5. Studying scores (You learn how to read musical scores, and answer questions showing that you understand them.  The score is not long - it is usually one or two pages from a piano piece, song, or a movement for orchestra.)  There are simple explanations of particular styles (such as Classical) or composers (such as Debussy) that you might have to recognise, often with pictures so you can see how musical styles are reflected in paintings, sculpture and architecture.

  6. Revision (There are lists of terms that you need to know, with a short translation, explanation or description of each term.  There are also summaries of ornaments, methods composers use, and main features of music of the main four historical periods, from Baroque to modern, including major composers, with suggestions of music to listen to.)

Modules can be taken one at a time, as long as they are taken in the order in which they are listed above, as later modules build on earlier ones.

Candidates wanting to sit the paper do not have to have any previous qualifications.   However you are advised not to take the course unless you have time to do the work, and have passed grade 5 theory, or you may find you need to sit the examination more than once before passing it.  At the very least, you should familiar with the following topics:

Do not enrol for the course unless you are familiar with these topics. 

You can order worksheets on any or all of these topics, work through them on your own, 
and, if you wish, email them for comment. 
Details are on the Intermediate Outline page.

If you wish, before you take the exam, you can arrange to answer questions from sample or specific past examination papers and email them for comment.  The fee is $NZ16 per question, or $NZ65 for a complete paper.  You will be given detailed suggestions as to how you can improve your answers to gain better marks.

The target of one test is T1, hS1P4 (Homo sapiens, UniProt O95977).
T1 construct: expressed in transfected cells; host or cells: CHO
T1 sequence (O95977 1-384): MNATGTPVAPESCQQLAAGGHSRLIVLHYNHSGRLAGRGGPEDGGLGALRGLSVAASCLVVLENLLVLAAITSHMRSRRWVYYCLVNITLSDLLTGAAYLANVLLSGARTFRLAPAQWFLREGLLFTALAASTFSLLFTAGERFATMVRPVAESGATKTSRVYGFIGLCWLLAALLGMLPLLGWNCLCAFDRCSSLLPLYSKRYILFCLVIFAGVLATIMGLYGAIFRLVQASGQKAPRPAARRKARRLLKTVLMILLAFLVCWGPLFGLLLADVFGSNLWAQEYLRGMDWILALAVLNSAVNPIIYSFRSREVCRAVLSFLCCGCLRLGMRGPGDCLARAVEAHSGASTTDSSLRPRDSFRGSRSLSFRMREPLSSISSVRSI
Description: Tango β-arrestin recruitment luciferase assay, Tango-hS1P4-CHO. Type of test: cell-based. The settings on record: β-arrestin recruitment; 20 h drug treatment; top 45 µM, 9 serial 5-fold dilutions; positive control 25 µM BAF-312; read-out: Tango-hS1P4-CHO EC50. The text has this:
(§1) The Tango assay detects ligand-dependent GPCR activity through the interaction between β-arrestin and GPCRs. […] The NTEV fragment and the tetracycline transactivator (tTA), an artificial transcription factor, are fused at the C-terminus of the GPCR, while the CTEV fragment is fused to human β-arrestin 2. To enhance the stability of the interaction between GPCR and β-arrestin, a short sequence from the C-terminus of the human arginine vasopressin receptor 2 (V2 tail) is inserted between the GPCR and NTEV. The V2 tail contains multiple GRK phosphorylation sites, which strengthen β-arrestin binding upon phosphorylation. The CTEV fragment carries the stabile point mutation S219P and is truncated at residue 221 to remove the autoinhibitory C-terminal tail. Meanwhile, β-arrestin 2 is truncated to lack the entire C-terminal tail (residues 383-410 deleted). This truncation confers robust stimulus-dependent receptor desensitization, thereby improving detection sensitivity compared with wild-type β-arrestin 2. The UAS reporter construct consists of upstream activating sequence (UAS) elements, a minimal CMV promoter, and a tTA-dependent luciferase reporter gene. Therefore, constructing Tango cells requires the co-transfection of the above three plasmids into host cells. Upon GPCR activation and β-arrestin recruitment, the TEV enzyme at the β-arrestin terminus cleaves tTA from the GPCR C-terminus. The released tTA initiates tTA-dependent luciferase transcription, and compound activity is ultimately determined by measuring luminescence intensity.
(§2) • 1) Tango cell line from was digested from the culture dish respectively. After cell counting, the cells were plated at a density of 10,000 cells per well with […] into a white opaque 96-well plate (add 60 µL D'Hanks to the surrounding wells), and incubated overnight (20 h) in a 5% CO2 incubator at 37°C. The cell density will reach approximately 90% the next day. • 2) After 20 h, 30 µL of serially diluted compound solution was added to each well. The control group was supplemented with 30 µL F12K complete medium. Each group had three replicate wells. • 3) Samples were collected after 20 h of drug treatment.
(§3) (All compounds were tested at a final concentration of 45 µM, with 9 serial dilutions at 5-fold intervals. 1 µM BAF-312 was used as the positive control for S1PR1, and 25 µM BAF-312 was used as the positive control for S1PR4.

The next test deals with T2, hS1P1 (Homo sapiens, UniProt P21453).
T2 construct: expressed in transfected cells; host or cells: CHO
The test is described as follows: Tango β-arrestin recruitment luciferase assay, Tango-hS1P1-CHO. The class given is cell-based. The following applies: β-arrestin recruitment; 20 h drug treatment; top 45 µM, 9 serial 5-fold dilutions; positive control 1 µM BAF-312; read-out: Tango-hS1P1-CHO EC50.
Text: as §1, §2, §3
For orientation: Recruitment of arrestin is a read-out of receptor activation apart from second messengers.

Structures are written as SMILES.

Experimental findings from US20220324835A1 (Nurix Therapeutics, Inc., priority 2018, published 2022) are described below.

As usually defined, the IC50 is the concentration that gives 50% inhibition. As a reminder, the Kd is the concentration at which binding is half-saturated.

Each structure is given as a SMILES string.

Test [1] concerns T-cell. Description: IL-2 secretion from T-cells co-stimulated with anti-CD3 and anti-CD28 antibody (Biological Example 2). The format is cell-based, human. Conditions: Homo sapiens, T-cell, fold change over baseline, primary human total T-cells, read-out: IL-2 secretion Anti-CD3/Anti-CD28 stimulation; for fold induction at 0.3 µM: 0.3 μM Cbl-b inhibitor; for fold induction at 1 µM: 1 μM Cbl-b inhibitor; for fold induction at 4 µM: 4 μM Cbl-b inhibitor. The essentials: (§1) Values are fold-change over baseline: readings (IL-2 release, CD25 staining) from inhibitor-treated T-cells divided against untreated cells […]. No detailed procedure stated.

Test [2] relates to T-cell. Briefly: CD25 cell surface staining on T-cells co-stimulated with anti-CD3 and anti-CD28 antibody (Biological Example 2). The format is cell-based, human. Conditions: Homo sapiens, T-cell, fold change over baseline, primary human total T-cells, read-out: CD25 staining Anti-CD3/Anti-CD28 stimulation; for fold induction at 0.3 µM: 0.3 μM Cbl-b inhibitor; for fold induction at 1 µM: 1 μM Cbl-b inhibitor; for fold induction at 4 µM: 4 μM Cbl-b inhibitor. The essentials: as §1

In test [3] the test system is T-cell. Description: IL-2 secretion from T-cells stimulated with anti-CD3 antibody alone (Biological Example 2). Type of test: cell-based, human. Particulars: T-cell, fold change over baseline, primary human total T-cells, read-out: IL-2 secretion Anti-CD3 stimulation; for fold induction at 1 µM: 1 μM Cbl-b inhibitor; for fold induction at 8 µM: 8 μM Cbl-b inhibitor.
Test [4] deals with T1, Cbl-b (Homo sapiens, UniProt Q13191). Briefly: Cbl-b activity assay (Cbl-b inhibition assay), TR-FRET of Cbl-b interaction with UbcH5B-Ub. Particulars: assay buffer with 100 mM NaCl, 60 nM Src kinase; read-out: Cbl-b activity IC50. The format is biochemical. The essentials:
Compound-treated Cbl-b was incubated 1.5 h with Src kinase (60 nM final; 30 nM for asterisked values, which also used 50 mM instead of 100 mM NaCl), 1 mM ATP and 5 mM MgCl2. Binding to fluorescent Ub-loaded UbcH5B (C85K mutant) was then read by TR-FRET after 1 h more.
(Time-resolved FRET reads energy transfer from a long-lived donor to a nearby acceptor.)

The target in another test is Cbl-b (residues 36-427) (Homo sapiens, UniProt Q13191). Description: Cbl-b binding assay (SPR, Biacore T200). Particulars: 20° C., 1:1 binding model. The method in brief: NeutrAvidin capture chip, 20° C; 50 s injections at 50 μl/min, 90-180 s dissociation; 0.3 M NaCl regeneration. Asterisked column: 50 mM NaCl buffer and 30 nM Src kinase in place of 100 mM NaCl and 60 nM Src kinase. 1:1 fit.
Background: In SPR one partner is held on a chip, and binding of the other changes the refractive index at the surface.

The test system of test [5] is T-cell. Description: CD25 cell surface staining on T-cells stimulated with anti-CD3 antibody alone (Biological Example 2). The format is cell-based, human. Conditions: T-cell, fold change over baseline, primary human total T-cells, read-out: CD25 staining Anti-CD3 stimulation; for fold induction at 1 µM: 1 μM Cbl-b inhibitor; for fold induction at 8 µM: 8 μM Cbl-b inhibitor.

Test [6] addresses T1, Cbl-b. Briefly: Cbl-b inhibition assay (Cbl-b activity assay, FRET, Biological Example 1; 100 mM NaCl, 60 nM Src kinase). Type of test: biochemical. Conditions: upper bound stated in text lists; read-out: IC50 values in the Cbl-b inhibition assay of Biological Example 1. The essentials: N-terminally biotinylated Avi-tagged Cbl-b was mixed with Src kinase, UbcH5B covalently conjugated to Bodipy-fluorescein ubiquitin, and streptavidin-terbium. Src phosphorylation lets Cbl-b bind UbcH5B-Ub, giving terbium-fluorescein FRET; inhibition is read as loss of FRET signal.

Grade 6 is quite a big jump above grade 5.
 Most students will need to allow at least an hour each week to finish the course in one year.

You may need more time if you have not passed a theory exam at grade 5 level recently.

You do not have to take the whole course at once:  you can complete one module at a time, as long as you do them in the order in which they are listed above. 

Prices depend on whether you want just to order files, to work through by yourself or with your own teacher, or to register to take a module or a whole course.  If you register for all or part of the course, you can ask questions about the files you are sent, work through the assignments, send the assignments in for comments, and if necessary ask questions about the comments. 

Click here to order some or all files.
Click here to register for all or part of the course

Prices are listed in the files that you will download from these pages. 

As a special offer, all six modules can be taken for a total of only $225.

In some cases you can arrange to "mix-and-match" - order a group of files, but send only some of them in for comment.

All sections have exam-type assignments.  When you have done these, you may if you wish send in answers to past papers since 2012.  The fee for marking these is $16 per question, $70 per paper. Alternatively, you can order sets of past papers and sets of model answers from Piano Traders in Auckland or ABRSM in the United Kingdom.

You should check out the regulations before registering for all or part of the course.

Please contact us if you need any more information.